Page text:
The interaction between purified Exon 7 and Cn was investigated using surface plasmon resonance (SPR) assays performed with single-cycle kinetics, a method in which a series of analyte concentrations are injected over active and control surfaces in one binding cycle without surface regeneration. Results in FIG 1 demonstrate the binding specificity of Exon 7. Data presented in FIG 1A show that BSA does not bind to Exon 7, even when at significantly higher concentration (5×) than Cn. Reference- and buffer-subtracted data were subjected to a global analysis with a nonlinear regression model that was determined to best describe the experimentally observed interaction. A two-state reaction model, implying a conformational change, was fit to the data (FIG 1B) and used to calculate an affinity (KD) in the submicromolar range for the Exon 7-Cn interaction. The fit parameters (one of three repeated experiments) are shown in TABLE 1. This type of model was supported by data from a linked-reaction test, shown in FIG 1C, in which a constant concentration of Cn is injected into the experimental apparatus for different contact times while changes in dissociation rate are observed. The significant changes in dissociation rate as a function of contact time are indicative of a linked-reaction model. The tight binding of Cn to Exon 7 is uncommon, as others have cited much lower affinities (typically in the 1 µM to 1 mM range) for Cn and its other partners . The Exon 7-Cn binding experiments were repeated using a variety of surface densities, yielding comparable results.
Fit Parameters for Two-State Model
Cell-free Exon 7-Cn binding experiments. A. Data is shown from experiments in which BSA was flowed over the Exon-7 surface (red curve) as a negative control, thus demonstrating the specificity of Exon 7 to Cn (green curve). B. A two-state reaction model (A + B ↔ AB ↔ AB*) was fitted to the Exon 7-Cn binding curves. C. A linked-reaction test of the Exon 7-Cn interaction shows a significant difference in dissociation rates resulting from a change in contact time. Here, a solution of 66 nM Cn was injected for 1 min (red), 3 min (green), or 5 min (blue) over a 200 RU Exon 7 surface. Data have been reference-subtracted, aligned at the end of the Cn injection, and normalized (0 = baseline; 100 = Cn bound at end of injection).
Given our results showing a high affinity interaction between Cn and Exon 7, and the known connection between Cn and distal RTA, it seems logical to examine various tissues (including kidney) for expression of NBCn1-Exon 7 variants. Inspection of the human genome for exons encoding for alternative NBCn1 Nts (i.e., MEAD or MERF sequences) revealed the exon encoding for MEAD to be approximately 30,000 bp upstream of the exon encoding for MERF . Similarly, inspection of the mouse genome revealed exons encoding the same alternative Nts. This is an important finding because it was previously thought that only an exon encoding for MEAD existed for this species.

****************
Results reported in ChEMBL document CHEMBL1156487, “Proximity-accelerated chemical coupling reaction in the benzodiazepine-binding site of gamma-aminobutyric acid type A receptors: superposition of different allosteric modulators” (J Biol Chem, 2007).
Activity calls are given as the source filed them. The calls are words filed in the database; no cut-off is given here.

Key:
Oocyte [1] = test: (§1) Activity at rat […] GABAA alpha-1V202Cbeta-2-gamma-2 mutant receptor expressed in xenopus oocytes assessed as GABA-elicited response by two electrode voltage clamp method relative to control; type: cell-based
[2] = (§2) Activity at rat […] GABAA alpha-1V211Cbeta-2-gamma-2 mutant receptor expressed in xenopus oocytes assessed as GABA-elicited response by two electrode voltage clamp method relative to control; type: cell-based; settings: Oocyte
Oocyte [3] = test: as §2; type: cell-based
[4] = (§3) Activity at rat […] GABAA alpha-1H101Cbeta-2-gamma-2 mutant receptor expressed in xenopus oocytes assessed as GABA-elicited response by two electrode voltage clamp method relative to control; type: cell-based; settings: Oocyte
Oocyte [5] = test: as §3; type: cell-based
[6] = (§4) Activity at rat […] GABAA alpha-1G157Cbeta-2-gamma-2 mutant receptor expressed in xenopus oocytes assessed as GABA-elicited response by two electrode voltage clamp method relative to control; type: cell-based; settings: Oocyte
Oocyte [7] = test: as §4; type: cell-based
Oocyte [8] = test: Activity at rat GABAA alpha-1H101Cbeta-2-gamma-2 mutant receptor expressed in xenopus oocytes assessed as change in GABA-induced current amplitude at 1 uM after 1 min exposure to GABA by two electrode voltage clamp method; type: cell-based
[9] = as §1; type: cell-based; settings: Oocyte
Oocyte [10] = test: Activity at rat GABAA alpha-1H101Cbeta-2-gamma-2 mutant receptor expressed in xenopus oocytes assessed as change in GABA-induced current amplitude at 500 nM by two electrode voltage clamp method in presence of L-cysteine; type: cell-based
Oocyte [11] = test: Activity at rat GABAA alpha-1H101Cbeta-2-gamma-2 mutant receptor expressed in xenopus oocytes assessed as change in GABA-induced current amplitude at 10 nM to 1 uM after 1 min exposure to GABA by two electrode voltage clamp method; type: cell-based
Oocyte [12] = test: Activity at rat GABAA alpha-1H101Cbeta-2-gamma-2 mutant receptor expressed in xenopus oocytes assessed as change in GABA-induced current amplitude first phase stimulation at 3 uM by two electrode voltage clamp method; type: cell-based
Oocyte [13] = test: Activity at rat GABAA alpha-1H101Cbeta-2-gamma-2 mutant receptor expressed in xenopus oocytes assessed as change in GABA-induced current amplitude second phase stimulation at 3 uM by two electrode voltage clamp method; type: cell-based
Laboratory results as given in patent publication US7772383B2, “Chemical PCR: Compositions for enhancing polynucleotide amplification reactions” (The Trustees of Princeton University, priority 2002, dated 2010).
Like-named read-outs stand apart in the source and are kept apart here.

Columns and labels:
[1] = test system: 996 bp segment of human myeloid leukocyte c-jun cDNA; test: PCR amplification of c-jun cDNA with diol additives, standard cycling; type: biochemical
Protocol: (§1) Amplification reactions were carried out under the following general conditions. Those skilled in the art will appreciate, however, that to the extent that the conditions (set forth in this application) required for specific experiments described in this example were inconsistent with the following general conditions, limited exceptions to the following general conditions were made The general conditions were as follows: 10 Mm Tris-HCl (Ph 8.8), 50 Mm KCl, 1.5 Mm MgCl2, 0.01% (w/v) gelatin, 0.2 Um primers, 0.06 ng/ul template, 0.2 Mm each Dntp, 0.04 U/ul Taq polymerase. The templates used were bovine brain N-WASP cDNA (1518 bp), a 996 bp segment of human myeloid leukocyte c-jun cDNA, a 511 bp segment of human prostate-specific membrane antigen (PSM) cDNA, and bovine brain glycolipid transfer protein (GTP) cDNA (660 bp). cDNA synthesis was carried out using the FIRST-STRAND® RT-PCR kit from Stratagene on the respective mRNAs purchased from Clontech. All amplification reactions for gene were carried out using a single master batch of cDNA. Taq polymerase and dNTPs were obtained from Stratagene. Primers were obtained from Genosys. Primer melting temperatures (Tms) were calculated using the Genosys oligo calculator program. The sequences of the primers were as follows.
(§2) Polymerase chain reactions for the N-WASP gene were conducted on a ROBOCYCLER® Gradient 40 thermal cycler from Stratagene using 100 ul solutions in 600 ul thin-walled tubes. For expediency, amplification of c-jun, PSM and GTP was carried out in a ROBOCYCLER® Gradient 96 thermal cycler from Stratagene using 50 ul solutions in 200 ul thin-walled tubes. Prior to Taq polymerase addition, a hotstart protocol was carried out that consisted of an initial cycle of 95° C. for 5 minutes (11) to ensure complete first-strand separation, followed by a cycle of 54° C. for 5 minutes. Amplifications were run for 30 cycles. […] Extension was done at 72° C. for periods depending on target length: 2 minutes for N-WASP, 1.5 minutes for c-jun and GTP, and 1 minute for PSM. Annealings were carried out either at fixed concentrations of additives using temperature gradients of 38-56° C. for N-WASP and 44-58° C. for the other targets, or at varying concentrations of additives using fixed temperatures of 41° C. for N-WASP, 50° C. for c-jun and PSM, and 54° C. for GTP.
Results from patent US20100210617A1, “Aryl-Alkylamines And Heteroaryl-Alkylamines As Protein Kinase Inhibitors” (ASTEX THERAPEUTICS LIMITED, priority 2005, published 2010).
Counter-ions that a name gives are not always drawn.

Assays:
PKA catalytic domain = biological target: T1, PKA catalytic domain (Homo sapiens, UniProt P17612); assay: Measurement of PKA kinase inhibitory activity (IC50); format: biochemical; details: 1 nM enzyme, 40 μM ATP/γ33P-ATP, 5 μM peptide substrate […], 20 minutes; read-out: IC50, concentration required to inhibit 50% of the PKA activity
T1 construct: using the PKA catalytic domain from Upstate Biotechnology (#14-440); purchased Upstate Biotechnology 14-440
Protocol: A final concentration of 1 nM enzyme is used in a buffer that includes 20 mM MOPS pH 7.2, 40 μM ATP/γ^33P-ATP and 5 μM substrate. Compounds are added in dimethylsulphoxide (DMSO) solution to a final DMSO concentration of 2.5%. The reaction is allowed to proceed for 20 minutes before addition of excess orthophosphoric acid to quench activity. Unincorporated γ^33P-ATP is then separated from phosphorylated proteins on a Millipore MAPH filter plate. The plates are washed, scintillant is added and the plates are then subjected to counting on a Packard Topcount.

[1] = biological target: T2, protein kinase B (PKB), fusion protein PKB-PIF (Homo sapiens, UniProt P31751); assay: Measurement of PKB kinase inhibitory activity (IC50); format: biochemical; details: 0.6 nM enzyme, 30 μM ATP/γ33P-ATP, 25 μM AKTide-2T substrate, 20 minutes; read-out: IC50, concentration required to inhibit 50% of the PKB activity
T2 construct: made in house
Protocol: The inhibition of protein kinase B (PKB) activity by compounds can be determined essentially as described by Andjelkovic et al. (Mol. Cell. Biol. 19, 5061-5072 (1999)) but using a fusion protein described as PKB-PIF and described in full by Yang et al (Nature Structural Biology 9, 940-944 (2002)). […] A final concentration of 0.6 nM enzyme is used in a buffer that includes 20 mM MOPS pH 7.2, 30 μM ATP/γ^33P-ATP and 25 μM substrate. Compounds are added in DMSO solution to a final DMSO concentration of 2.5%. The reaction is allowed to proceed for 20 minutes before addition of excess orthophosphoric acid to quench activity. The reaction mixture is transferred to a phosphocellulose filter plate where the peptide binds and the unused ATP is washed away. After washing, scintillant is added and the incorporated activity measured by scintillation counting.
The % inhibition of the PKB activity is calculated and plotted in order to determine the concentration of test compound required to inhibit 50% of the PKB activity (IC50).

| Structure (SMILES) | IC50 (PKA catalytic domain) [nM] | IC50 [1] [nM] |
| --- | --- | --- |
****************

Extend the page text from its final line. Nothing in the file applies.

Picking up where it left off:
After obtaining UTR sequences of NBCn1 from the human genome, PCR amplification was used to isolate 5'-clones of alternative Nt of NBCn1 splice variants from human cDNA libraries. Because NBCn1 levels were relatively low in tissues studied, nested PCR reactions were used for amplification. Similar to those reported in Liu et al. (2013), we found Nt variants consisting of two alternative sequences of the V1 region in combination with alternative cassettes of the V2 region. For the V1 region, the splice variants either started with MEAD, similar to those reported for rat NBCn1 , or with MERF. For the V2 region, both MEAD and MERF splice variants contained cassette I with or without cassette II (encoding Exon 7). FIG 2C summarizes in which tissues NBCn1 splice variants with and without cassette II were present.
These results could impact our understanding of NBCn1 physiology. We have shown that different tissues may exhibit differential expression of NBCn1 splice variants. Further investigations could include immunochemical analysis of various tissue types. However, probing for NBCn1 using only an antibody directed against the MERF-variant Nt would fail to detect NBCn1 splice variants beginning with MEAD. Although one might contemplate developing an antibody against MEAD, this peptide sequence closely resembles the Nt of another SLC4 family member, NCBE (SLC4A10). It is probable that the particular Nt sequence, along with the presence or absence of certain cassettes, affects NBCn1 physiology through influencing its binding partner and/or effects on TMD function.
NBCn1-Exon 7 amplified from human tissues. A. Nested primers designed from the human genome upstream of the MERF initiation site were used in PCR amplification of cDNA from skeletal muscle (lane 2) and kidney (lane 4) libraries. Products were separated on a 1% agarose gel. The products are ~3.7 kbp, as judged by comparison with the 1-kb ladder (lane 1). After sequencing, the bands were identified as genes encoding NBCn1 containing Exon 7. The isolated kidney clone is identical to that of the NBC3 clone reported by the Kurtz group [6,18], except for various point mutations and polymorphisms. No clones were amplified from liver (lane 3) with these particular primers. B. Examples of NBCn1 clones with a MEAD initiation site are shown as amplified in skeletal muscle. Two bands (~3.4 kbp and ~3.7 kbp; lane 2) encoding NBCn1 were observed, as judged by comparison with the 2-log DNA marker (lane 1). The upper band encodes for NBCn1 with Exon 7, and the lower is without Exon 7. Similarly, an NBCn1-Exon 7 clone was amplified from liver (lane 4), and detected by internal gene-specific primers corresponding to an expected ~2.8-kbp product. C. A summary of the tissue distribution found for the Nt of NBCn1 clones (with and without Exon 7) is shown in all experiments. There appears to be a complementary distribution of expression between Nt-Exon 7 clones that begin with MEAD versus MERF. Large (easily detectable) and small (barely detectable) "+" signs indicate relative amplification intensity of signals using our primers.